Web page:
Satorp to reach full capacity by year end
London, October 23, 2013
Saudi Aramco Total Refining and Petrochemical Company (Satorp), a joint venture by France's Total and Saudi Aramco, began a gradual startup of its operations and is expected to reach full capacity by the end of this year, industry sources said on Wednesday.
The company will start offering its first jet fuel cargoes from the new 400,000-barrels-per-day Jubail refinery and is expected to offer gasoline and diesel cargoes from next month, they added.
Satorp has offered two jet fuel cargoes of about 30,000 to 40,000 tonnes each for loading in November through private negotiations, the sources said.
The exact specifications of the cargoes were not immediately known but are likely to be jet A-1 fuel which is compatible for use by airlines, a Gulf-based trader said.
Total will offer the first cargoes of gasoline out of the refinery in November, traders said. They said three cargoes were to be offered, though their exact grade was unclear.
A trader in the Mediterranean said the gasoline cargoes would likely remain in the Middle East or Asia.
"It is unclear what the specs are and where it will go, but it will probably stay in the region," he said.
For diesel, Satorp will also likely offer two cargoes in November, though the exact timeline is not firm yet. The cargo was initially expected to be loaded in late September by Total but has been delayed due to "teething issues" in starting up the refinery, traders said.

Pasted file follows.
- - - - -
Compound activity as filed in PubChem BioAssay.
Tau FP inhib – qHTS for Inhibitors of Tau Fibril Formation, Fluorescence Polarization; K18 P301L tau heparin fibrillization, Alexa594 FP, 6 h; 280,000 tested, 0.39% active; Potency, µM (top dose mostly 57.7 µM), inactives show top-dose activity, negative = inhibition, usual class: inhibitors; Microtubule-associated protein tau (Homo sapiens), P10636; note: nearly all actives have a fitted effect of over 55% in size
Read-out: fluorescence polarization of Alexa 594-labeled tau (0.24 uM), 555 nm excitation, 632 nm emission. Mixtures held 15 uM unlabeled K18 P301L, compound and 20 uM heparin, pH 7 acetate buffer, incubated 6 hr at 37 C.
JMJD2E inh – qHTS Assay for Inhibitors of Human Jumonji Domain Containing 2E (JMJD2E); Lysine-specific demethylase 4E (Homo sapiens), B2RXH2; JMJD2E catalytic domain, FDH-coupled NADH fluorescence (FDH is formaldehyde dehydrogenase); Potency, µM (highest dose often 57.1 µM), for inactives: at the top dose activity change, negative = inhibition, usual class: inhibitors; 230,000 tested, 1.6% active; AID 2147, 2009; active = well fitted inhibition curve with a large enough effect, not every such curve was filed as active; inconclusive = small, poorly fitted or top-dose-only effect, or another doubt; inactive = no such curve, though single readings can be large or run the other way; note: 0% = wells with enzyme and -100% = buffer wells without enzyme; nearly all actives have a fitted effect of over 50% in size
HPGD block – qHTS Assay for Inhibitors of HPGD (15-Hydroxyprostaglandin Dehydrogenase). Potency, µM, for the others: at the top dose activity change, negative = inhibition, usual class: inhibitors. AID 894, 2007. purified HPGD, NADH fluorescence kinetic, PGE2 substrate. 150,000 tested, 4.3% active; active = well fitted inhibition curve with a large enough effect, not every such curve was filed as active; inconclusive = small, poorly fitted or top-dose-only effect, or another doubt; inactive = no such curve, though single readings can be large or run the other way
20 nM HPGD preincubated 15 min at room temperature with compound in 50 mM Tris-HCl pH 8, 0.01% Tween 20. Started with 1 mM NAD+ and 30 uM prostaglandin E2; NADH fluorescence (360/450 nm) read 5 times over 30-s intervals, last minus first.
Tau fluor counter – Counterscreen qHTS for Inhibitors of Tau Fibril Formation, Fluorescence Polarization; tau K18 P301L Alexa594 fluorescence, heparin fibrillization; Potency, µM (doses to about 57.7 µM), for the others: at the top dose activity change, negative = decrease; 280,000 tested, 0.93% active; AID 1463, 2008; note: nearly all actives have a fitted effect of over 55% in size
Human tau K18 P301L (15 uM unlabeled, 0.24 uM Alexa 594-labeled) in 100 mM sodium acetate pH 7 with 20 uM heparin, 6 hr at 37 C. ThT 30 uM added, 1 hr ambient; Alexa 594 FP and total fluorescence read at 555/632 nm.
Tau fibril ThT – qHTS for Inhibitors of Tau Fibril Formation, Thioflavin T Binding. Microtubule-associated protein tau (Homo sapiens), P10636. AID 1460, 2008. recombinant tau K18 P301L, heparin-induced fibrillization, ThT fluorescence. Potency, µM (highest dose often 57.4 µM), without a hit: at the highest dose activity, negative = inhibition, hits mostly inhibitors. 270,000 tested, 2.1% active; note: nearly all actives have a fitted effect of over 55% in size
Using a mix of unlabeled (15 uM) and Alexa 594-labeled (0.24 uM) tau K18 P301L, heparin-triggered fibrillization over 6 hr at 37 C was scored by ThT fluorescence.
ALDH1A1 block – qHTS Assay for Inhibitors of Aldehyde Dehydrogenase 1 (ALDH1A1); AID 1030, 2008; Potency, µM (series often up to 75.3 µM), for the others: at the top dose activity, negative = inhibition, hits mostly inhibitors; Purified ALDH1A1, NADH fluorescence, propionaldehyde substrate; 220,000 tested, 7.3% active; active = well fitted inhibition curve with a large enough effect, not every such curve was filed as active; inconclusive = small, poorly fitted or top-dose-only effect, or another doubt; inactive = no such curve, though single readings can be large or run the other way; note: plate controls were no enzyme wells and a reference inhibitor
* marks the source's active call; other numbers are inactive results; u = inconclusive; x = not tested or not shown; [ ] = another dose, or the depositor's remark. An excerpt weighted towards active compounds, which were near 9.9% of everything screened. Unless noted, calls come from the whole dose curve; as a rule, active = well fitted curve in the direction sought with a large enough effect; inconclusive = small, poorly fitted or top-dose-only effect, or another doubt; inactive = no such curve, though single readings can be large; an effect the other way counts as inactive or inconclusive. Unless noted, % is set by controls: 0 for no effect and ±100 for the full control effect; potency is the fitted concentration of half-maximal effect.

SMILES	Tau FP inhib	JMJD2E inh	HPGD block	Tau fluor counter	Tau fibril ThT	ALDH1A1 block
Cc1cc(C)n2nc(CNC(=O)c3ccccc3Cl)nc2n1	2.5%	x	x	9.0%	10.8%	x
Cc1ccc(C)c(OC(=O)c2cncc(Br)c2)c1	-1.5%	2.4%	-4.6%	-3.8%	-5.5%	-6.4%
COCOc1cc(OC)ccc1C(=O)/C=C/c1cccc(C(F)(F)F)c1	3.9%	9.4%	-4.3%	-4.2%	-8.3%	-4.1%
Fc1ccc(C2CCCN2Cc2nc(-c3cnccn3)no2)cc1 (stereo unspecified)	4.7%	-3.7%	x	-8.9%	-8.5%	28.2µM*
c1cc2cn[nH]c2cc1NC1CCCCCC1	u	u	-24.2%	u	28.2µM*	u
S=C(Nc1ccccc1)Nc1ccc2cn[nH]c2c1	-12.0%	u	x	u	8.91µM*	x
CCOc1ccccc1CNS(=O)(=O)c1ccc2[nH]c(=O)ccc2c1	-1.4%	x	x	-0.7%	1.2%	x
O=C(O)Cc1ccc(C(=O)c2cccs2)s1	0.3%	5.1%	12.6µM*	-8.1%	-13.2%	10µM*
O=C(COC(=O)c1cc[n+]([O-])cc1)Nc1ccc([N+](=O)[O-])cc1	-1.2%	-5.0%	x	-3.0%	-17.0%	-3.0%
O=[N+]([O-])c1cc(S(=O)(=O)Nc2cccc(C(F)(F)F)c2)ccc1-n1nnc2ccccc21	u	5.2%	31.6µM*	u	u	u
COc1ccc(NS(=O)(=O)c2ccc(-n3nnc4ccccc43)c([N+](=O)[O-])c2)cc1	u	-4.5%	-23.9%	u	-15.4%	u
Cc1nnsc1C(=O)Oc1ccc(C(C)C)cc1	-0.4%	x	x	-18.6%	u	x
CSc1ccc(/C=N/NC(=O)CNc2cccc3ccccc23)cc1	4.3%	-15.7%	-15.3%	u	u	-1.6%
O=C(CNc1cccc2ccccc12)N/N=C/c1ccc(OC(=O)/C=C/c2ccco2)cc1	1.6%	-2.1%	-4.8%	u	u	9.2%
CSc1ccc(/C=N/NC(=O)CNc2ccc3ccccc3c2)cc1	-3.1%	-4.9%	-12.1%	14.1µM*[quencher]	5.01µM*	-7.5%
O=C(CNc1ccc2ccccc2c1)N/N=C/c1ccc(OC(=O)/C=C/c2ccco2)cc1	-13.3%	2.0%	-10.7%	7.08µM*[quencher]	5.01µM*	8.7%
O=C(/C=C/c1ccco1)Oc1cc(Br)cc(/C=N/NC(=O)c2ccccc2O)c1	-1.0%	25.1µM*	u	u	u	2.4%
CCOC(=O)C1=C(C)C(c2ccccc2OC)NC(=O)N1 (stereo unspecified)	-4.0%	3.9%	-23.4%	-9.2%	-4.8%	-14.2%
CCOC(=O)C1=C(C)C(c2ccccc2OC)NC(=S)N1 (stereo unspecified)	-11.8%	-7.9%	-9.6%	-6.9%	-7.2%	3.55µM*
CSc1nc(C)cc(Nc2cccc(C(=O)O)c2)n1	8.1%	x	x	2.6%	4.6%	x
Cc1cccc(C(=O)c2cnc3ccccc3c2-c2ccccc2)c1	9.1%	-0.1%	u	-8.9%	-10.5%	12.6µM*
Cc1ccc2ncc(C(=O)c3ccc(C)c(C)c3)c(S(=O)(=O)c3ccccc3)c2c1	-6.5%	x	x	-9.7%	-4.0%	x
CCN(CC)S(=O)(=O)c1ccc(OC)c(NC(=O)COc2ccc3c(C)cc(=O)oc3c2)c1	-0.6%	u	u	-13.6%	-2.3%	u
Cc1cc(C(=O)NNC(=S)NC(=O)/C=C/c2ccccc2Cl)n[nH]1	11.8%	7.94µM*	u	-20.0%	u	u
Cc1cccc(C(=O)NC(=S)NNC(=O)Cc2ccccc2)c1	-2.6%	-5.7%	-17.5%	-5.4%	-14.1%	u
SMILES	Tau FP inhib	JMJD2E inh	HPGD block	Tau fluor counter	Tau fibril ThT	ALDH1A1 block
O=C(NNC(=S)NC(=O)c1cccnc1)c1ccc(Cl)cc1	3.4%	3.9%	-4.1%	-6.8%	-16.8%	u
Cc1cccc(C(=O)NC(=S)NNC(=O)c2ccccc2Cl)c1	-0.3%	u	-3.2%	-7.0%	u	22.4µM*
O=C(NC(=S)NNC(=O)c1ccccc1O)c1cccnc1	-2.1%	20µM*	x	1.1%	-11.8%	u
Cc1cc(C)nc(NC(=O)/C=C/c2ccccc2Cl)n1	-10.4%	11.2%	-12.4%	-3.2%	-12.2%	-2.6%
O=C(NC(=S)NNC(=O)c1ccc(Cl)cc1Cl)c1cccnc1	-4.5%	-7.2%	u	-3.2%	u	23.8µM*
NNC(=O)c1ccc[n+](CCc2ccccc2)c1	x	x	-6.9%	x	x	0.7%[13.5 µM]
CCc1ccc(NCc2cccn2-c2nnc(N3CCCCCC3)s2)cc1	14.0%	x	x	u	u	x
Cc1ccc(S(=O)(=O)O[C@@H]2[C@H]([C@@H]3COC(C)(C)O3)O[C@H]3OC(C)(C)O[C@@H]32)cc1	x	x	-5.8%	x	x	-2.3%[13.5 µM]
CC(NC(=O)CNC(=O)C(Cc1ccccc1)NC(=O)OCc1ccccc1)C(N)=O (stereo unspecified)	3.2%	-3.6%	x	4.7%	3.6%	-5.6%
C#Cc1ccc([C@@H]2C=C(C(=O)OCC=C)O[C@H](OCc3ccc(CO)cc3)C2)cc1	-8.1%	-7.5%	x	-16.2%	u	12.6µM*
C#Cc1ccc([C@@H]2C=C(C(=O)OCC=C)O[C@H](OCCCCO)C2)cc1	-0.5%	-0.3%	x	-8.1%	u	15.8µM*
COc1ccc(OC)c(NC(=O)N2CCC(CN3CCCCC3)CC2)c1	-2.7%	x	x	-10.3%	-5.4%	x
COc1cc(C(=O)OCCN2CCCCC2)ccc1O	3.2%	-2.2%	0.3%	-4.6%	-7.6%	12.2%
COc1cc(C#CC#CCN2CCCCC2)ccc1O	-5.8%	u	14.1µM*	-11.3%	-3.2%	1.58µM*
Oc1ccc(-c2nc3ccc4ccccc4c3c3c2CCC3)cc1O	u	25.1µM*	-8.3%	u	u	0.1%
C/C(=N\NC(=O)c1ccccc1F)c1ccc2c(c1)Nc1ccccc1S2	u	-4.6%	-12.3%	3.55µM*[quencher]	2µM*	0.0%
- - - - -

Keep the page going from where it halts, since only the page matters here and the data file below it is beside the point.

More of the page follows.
"It's common for new refineries to have some delays in offering their first spot cargoes, so I think the market expected this," a Singapore-based trader said.
The refinery has so far sold a fuel oil cargo that loaded in late September and a naphtha cargo which is to be loaded in late October, industry sources said.
The fuel oil cargo was shipped to Singapore while the naphtha cargo was sold to a trading house, they added.
Jet fuel production is unlikely to be sustainable in the long term as the refinery is geared towards producing mainly gasoline and diesel to meet rising domestic demand, they said.-Reuters